Focusing on our health is always important, but it is especially vital as you heal after trauma. And with all the added layer of stress that the world is dealing with at this time (between politics and the current outbreak), I want to gently remind you to take time for self-care.
An overwhelmed body is a dysregulated body that is more likely to miss important cues about needing rest and unplug from the news and social media. Yes, we want to stay informed but we must also be mindful of the impact worried thinking can have on our feelings and create additional stress in the body.
Learning about self-care was part of my healing journey after trauma. I had learned a lot about trauma. I understood the impact but had been fortunate with a healthy body, so the long term impact had not shown up in my biology except for very painful migraine headaches and depression. The toxic level of stress I had lived with my whole life had not registered yet.
Back then, my self-care (which wasn't really self-care because it was only hurting me) mostly consisted of the 3 most common ways many survivors use to not feel the pain: stay distracted (for me, this meant overworking), numbing the pain, and repressing/avoid my feelings at all cost. It just hurt too much to think about it. I was in too much pain and too ashamed of what had happened to me. In the process, I had completely disconnected from myself and my needs. This strategy worked for a while but what I learned is that all of those strategies were short-term solutions and actually making me feel worse. By practicing mindfulness, (the ongoing practice of accepting what is going on inside, choosing to become aware of it, and sit with it without judgment) over time I found a better and healthier way to respond to intrusive thoughts and difficult feelings and sensations in my mind and body.
Adding self-care to my life back then was also difficult because I couldn’t figure out what I wanted and needed. I was really hard on myself about this, too. It was embarrassing. I was a grown woman, but I didn’t know how to care for myself in a loving way. I did not know what it looked and felt like to kindly take care of Svava.
However, I was very skilled at taking care of family and friends. I knew what they needed and I would go out of my way to make sure those needs were met. I always put them first, often at the expense of my own self-care. It was much easier to focus on other people.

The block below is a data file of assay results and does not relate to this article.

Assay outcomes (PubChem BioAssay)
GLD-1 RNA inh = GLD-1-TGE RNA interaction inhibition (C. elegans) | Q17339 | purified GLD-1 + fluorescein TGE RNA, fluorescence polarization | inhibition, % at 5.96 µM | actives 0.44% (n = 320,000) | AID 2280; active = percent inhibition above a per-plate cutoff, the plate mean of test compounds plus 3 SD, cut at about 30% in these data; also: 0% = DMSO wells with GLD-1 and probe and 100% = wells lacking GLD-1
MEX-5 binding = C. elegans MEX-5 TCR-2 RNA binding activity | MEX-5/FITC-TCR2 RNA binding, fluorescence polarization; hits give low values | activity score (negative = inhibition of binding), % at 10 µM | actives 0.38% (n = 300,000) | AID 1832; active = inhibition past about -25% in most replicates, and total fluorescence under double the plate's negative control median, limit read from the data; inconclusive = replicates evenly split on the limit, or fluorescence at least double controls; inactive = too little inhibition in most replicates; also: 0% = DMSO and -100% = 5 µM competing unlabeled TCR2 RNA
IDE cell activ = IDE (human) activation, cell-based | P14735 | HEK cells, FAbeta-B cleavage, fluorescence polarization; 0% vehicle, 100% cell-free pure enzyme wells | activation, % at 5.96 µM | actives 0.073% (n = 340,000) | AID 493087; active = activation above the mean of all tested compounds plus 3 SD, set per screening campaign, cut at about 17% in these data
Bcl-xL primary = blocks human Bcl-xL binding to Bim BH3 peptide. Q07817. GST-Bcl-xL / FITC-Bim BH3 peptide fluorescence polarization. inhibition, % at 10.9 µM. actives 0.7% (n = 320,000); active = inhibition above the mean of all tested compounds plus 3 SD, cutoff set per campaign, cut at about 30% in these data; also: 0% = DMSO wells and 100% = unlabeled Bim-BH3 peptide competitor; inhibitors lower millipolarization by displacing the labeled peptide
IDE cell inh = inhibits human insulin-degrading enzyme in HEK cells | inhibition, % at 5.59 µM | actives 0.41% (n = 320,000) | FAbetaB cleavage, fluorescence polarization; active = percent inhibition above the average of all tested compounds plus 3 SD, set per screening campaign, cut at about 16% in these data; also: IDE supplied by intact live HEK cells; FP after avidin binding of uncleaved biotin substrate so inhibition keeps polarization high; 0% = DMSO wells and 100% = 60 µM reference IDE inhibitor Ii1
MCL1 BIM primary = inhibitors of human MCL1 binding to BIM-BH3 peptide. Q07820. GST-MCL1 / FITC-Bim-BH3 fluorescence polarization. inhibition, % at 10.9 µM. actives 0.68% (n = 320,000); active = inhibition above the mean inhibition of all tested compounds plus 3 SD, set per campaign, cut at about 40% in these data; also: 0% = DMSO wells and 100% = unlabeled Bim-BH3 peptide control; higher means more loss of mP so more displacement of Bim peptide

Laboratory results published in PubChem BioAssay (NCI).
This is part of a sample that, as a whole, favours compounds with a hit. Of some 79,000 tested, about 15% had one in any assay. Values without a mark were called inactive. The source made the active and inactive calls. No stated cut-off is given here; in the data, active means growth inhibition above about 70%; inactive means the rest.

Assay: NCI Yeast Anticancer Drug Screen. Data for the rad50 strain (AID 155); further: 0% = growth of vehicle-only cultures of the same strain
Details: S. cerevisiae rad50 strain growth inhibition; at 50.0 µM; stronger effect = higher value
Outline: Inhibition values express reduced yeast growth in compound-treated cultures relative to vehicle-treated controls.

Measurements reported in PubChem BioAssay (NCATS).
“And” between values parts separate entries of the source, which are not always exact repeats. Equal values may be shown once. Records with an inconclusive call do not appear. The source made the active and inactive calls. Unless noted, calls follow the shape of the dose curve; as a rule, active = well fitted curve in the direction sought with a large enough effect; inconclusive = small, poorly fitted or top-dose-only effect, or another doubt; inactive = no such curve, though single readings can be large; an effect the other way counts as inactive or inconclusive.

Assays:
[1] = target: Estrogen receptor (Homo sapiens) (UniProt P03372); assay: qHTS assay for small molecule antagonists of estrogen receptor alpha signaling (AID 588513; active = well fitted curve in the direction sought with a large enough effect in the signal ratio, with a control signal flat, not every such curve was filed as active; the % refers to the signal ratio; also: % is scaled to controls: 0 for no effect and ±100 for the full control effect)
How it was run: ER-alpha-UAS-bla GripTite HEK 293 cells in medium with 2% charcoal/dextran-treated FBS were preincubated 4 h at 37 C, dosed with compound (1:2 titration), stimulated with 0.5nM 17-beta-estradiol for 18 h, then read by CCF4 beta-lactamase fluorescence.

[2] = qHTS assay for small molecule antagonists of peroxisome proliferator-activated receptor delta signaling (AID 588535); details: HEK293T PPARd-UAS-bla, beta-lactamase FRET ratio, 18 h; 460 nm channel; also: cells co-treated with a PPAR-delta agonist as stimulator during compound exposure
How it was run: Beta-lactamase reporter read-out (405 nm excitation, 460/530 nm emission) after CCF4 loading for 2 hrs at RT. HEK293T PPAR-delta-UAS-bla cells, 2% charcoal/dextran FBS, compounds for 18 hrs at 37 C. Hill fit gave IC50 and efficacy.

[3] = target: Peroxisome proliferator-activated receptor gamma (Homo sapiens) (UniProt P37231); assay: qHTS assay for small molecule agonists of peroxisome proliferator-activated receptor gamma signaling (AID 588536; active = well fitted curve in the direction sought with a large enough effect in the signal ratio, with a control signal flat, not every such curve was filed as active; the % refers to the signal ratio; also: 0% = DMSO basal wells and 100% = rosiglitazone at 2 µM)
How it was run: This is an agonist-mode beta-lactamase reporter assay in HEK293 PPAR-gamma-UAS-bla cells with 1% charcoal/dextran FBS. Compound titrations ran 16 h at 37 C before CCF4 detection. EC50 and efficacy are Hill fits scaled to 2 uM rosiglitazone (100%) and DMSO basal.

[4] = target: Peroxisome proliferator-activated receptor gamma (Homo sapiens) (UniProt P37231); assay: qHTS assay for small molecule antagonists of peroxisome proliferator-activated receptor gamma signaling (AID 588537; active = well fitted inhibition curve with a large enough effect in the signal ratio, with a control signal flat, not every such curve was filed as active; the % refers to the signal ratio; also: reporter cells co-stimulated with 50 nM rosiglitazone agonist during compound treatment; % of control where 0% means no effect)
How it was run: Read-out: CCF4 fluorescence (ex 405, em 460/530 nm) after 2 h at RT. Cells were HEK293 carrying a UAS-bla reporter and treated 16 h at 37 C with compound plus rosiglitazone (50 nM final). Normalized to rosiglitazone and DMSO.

If you also find yourself ignoring your own needs and focus only on the needs of others, I want you to know I understand. I’ve been there and I’m here to tell you that you can start to change that.
Any change begins with awareness. Pay attention to what works, what doesn’t work, and what needs to be tweaked in your life.
The best way to do this is to make a list:
Seems like a tall order, doesn’t it? It did to me. With a busy work life and a family of five, I had no time in my day for taking care of “me.”
But I was determined to do it, so I kept trying. I knew I had to take daily loving action to change my lifestyle, to make my self-care a priority, or I would never fully heal.
Then an amazing thing happened. Because I kept choosing to be curious about what I needed and not judge myself when I felt short, I began to feel better about myself. I was shocked to discover self-care was helping me heal and it was making me healthier than I had ever been. I was probably even reversing some of the long-term impacts the abuse had on my body.
Slowly, I started to treat myself with the respect and love I deserved. The more self-care I practiced, the stronger and more resilient I felt. It felt so good to finally know how to make myself healthy again. I was healing from the inside out. I know that the body is so good at healing itself, my job was to support it in doing what it does best, staying healthy.
You can do this too! Make today the day you take those first steps toward your own self-care. It won’t feel comfortable at first, but keep trying. You’ll be glad you did!
To get you started, I am including a self-care bingo I created for my support group to give them ideas for self-care. See how many of these loving actions you cross off in a week or even a weekend!
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